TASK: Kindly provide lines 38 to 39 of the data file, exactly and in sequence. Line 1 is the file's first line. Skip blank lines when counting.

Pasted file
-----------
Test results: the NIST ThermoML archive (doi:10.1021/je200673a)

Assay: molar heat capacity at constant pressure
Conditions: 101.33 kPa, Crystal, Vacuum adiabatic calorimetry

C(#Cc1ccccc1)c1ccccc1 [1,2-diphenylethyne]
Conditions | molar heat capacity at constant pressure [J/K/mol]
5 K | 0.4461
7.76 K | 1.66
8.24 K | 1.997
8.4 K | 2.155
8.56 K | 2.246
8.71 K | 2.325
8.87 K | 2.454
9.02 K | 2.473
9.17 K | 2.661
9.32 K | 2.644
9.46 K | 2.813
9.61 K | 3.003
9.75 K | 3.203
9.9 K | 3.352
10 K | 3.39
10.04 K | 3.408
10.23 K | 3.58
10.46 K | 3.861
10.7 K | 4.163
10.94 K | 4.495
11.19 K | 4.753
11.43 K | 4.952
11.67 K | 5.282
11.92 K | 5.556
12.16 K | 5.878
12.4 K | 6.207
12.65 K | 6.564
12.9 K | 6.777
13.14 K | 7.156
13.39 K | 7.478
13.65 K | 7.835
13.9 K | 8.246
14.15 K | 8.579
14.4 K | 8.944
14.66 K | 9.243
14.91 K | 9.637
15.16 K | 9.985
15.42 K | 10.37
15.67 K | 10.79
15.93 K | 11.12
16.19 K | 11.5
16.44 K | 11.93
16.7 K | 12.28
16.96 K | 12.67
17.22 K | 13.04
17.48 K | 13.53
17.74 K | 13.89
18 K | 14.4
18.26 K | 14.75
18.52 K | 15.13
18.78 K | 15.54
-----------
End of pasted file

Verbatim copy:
14.15 K | 8.579
14.4 K | 8.944